THE €1 billion M20 Cork-Limerick motorway moved a step closer with the Government formally seeking tenders for the design of the critical route.
The motorway development will rank as the biggest roads project and one of the biggest infrastructural investments undertaken by Ireland to 2028.
Senator Kieran O'Donnell confirmed that the tender for the design of the 105km motorway route has now formally gone to tender.
The €8m contract will see design engineers contracted to complete the route outline and bring the mammoth project to An Bord Pleanala.
At that point, contractors for the construction of the motorway will be appointed.
"This is a very good news story - the M20 is back on track," Sen O'Donnell said.
"This involves a formal tender process for €8m to design the motorway and take it as far as the An Bord Pleanala stage."
"The M20 is required for a number of reasons - there have been a number of accidents along the N20 so it is clearly needed from a safety point of view."
Sen O'Donnell said the M20 was also vital given efforts by Cork and Limerick to attract major international events such as the Ryder Cup bid by Adare Manor in Limerick.
Last year the Government were accused of treating Limerick and Cork residents like "fools" after allocating just €1m for the key motorway development - which equates to the construction cost of just 125 metres of the 105km route.
Cork and Limerick Co Councils had expressed concerns that, at the current
rate of project funding, the motorway linking the two cities may be stalled far beyond the 2023 target.
Councillors in both Cork and Limerick had reacted angrily to the continuing failure to provide major funding for the project - with Councillor Frank O'Flynn warning that delays could threaten the long-term economic development of Ireland's second and third cities.
"This is absolutely vital - how an earth can cities like Cork and Limerick act as a counterweight to Dublin if they aren't even properly connected by road," he said.
Ireland South MEP Sean Kelly also expressed frustration at what he said, up until now, was "a lack of urgency" over one of the most strategic motorway projects
now facing the State.
Cork and Limerick business interests had also expressed alarm at proposals to save €340m on the motorway by diverting it through Tipperary along part of the existing M8 Cork-Dublin motorway.
Mr Kelly said Ireland had to demonstrate its commitment to regional development.
"We were quite happy to use European funding to build motorways connecting Dublin with the cities of Ireland," he said.
"But there seems to be no urgency in connecting the cities with one another."
"You have the second biggest city in Ireland, Cork, not being connected by motorway with the second biggest city in Munster, Limerick."
"That is actually a no-brainer - it has to happen. The sooner it happens the better."
There were growing fears that construction work on the proposed €1bn M20 motorway from Cork through Mallow, Buttevant, Charleville, Croom and Raheen to Limerick may not begin for almost a decade.
Government planners had examined the Tipperary 'short cut' option on the basis that it would also offer the double advantage of creating a key segment of the M24/N24 Limerick-Tipperary-Rosslare motorway.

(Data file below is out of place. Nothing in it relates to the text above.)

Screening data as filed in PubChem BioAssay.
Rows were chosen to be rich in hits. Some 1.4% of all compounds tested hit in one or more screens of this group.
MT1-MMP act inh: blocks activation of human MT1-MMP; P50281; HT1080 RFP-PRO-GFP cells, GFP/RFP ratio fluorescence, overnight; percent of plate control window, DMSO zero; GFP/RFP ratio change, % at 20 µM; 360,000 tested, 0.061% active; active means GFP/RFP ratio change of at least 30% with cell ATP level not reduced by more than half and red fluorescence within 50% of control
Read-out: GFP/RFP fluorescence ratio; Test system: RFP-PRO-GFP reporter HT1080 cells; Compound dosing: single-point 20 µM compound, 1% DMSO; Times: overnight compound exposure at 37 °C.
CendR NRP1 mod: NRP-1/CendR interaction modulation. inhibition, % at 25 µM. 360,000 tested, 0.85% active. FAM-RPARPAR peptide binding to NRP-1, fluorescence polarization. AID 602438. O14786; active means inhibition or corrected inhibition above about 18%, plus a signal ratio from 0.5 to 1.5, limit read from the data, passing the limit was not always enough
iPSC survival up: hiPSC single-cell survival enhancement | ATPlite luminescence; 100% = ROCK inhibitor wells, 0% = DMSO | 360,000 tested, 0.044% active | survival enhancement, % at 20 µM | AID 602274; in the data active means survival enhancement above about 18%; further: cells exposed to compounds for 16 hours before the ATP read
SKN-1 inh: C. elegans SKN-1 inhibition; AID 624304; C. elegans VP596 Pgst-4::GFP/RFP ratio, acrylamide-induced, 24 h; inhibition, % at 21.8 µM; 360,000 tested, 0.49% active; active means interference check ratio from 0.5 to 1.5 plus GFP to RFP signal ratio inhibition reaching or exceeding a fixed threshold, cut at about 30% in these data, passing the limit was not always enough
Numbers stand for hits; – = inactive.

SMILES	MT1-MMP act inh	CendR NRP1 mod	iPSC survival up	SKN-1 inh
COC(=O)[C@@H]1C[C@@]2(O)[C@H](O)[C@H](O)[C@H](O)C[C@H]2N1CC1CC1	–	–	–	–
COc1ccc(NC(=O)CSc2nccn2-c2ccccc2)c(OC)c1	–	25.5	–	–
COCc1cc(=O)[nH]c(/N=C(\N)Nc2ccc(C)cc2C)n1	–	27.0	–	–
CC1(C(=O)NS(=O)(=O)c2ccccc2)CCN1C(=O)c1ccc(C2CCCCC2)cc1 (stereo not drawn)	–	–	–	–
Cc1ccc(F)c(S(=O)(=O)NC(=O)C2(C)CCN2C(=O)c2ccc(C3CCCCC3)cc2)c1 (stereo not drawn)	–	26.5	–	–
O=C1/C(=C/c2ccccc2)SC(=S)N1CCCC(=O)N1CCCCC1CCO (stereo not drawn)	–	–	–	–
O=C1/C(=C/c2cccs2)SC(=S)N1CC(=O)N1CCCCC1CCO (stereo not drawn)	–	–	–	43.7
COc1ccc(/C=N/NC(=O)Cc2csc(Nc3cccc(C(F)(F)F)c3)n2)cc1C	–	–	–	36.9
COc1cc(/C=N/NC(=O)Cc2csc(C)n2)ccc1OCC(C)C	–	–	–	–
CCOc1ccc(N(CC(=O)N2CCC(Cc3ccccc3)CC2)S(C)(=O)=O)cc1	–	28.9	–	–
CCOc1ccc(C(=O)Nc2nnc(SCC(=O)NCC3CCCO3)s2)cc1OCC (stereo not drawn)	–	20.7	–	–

While no formal proposal has yet been made, it is understood Government planners are considering alternatives to the existing M20 route through Mallow, Charleville, Croom and Raheen because of its estimated €840m to €1 billion construction cost.
A Cork-Limerick route through Mallow, Charleville and Croom is 105km long.
However, a spur from Cahir in Tipperary, off the main M8 Dublin-Cork motorway, to Limerick is just 63km.
At an average motorway construction cost of €8m per km, according to Engineers Ireland figures, that would represent a cost saving of €340m for the Government.
However, whereas the direct Cork-Limerick route is 105km, any new diverted motorway via Cahir would involve a total distance between Ireland's second and third cities of 141km.
Cork and Limerick politicians and business associations have insisted that only a Cork-Mallow-Charleville-Croom-Limerick corridor for the M20 was workable.
The Construction Industry Federation (CIF) warned that a motorway linking Ireland’s
second and third cities was vital if regional urban centres were to act as a strategic counter-weight to Dublin.
Both cities have campaigned for the motorway for the past 25 years.
Sections of the existing N20 route between Cork and Limerick have been described as amongst the most accident-prone stretches of primary roadway in Ireland.
The section between Mallow and Charleville is believed to have the highest rate of fatal accidents of any route in Ireland.
Sections of the N20 around Blarney and Waterloo have also been the focus of multiple serious accidents the latest of which occurred on Monday when a US tourist was seriously injured at exactly the same spot where two US tourists were killed last September.
IBEC economist, Fergal O’Brien, warned last year it was particularly astonishing that Ireland wasn’t availing of historically low interest rates to tackle major capital projects that would have obvious long-term economic benefits.
“The M20 is a perfect candidate for a PPP approach,” he said.
The proposed motorway aims to slash 30 minutes from the commute time between Ireland’s second and third largest cities and remove some of the most dangerous stretches of single-carriageway primary road in the country.
It was hoped the motorway would also ease congestion with major bypasses of towns like Mallow, Buttevant, Charleville and enhance access to areas like Croom and Raheen.